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Garden Help Desk: Check seed packets for disease-resistant varieties

By Meredith Seaver use Extension Services - | Mar 27, 2021
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Not every plant disease can be managed with disease-resistant varieties, but home gardeners will find that there are also many vegetable varieties that do have disease resistance.

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Not every plant disease can be managed with disease-resistant varieties, but home gardeners will find that there are also many vegetable varieties that do have disease resistance.

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Look at the corners of your pesticide label for a tab or symbol that tells you there is more information inside the label.

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You might not see "PPE" on the label, but if you should be using protective equipment, the label will tell you.

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It's common for pesticide labels to have more than one page. Open and read the entire label and follow the directions.

We’re looking at two related questions today about seed catalogs, vegetable varieties and disease resistance.

Question: Where can I find disease-resistant seeds of my favorite tomato and pepper varieties?

Question: Why do some vegetables in seed catalogs have letters or numbers after their names? Do they make a difference?

Letters, numbers and symbols after the names of vegetables can mean a few different things. They may indicate resistance to specific diseases, a variety’s hybrid status or some special characteristic of a variety — it was bred for growing in containers or is suited for greenhouse production. Seed catalogs usually have a page with a chart or guide explaining their abbreviations or symbols.

When it comes to the letters at the end of a variety name, those could represent disease resistance. For example, a squash plant with resistance to powdery mildew could have the initials PM after the name or a pepper plant with TSWV after the name would have some resistance to tomato spotted wilt virus. Some seed companies mention disease resistance or other special characteristics in the variety description instead of using symbols or letters after the variety names.

Growing a disease-resistant variety can make a difference for gardeners that have had problems with specific plant diseases. Fungicide applications might be needed less often, or not at all. Insecticides to prevent the transmission of plant viruses by aphids, thrips or leafhoppers could be used less often. Resistance doesn’t necessarily mean immunity. Most resistant varieties aren’t immune, but they may be less affected by the disease, continue to be productive even though they have the disease or be much slower to decline because of the infection.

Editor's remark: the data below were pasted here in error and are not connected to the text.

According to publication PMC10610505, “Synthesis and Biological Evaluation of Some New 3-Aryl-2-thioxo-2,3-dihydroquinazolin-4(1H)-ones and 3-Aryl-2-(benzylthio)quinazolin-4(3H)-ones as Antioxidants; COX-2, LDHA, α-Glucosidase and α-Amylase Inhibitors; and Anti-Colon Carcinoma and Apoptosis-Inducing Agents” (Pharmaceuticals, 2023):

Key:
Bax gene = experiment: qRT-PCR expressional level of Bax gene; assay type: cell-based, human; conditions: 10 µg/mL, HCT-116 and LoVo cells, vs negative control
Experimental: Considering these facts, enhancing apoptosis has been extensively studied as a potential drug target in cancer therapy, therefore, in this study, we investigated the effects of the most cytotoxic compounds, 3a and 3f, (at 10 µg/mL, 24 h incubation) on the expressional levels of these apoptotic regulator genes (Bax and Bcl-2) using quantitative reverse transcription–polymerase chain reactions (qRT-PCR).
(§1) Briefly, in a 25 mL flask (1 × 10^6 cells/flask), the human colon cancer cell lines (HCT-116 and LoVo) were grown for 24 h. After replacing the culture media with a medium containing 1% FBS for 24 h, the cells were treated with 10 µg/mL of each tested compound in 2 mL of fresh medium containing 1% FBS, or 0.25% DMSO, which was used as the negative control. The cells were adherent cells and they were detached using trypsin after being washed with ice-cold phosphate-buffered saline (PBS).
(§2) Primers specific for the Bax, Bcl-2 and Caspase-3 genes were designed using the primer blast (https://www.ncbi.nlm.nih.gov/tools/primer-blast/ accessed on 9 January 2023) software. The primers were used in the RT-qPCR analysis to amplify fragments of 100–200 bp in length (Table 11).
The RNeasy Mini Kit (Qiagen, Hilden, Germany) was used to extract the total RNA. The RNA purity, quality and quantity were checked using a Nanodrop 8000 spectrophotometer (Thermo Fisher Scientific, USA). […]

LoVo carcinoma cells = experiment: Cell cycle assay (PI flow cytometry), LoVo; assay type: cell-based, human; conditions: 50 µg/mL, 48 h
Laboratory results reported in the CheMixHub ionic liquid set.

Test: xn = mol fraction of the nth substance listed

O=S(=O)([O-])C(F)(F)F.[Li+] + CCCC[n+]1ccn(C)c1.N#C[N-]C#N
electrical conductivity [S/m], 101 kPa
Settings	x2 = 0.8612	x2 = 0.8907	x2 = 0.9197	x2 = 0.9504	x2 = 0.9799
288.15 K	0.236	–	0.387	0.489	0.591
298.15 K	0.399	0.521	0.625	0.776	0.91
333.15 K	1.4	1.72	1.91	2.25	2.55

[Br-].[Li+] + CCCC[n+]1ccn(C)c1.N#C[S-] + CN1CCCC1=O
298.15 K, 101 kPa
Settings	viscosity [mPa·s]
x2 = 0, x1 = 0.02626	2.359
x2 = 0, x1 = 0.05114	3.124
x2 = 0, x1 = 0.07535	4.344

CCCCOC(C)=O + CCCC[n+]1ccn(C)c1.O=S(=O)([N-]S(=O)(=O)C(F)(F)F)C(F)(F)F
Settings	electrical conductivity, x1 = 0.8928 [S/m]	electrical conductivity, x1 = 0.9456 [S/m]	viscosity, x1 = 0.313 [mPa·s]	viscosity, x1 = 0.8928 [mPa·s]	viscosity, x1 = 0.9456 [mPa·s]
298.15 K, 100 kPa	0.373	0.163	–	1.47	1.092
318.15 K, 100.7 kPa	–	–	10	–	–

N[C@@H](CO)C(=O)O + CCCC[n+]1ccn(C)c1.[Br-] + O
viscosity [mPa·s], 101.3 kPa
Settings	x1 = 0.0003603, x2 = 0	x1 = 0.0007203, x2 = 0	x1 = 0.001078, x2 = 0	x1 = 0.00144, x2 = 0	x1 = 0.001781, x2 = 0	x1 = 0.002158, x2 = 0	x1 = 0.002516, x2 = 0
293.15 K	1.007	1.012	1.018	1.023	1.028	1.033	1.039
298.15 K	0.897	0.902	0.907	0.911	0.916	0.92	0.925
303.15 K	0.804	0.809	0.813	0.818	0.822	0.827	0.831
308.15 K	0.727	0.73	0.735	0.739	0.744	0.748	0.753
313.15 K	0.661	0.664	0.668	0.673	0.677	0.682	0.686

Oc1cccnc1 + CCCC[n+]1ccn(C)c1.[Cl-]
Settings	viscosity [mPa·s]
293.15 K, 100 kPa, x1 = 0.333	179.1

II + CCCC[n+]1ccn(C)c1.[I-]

There are many fungal, viral and bacterial plant diseases that we see here. Unfortunately, there aren’t resistant varieties available for most of them. For example, there are some pepper varieties that are resistant to tomato spotted wilt virus or tobacco mosaic virus but there are no varieties that are resistant to curly top virus.

Disease resistance isn’t the result of a seed treatment that one seed company chooses to use while another company doesn’t. Resistance is a genetic characteristic specific to that variety, the result of careful plant selection, plant breeding and field testing. It can’t be added to the seeds of plants that don’t already have that characteristic.

Gardeners usually have to choose between their favorite varieties and resistant varieties. However, different seed companies offer different varieties, so checking in several catalogs may help you find a variety you like that also has some resistance to the disease you’ve had problems with.

Cornell University has lists of disease-resistant vegetable varieties, organized by vegetable category. If you’re serious about finding some nice resistant varieties, look through the list. You’ll find links to the lists here https://www.vegetables.cornell.edu/pest-management/disease-factsheets/disease-resistant-vegetable-varieties/. You might find new varieties that you like just a well as your current favorites.

Question: My weed killer spray doesn’t say anything about PPE. What should I do?

First, read the label again carefully. Most pesticides (herbicides, insecticides, fungicides, etc.) have labels with multiple pages. Make sure you’ve opened the label and read the entire thing. Look for the PPE (Personal Protective Equipment) information inside. If you still don’t see any PPE information, at least wear latex or nitrile gloves if you don’t have any chemical resistant gloves.

I generally choose to also wear long pants, long sleeves, old shoes and socks when I’m going to spray something; a little extra PPE is always better than not enough. If I’m going to do something messy, like spraying dormant oil on a tree, I’ll also put on a washable hat. I stick with old clothes so that stains aren’t a worry. Once I’m done spraying anything, everything goes into the washer and gets washed separately from the rest of the laundry.

While you’re reading your herbicide label, look carefully for information about the temperature guidelines. Most herbicides have lower temperature limits, and it may be too early in the season to use the product you have. You don’t want to waste your money and put extra chemicals out into the environment by spraying your product if we haven’t been having warm enough temperatures yet for your product to be effective.

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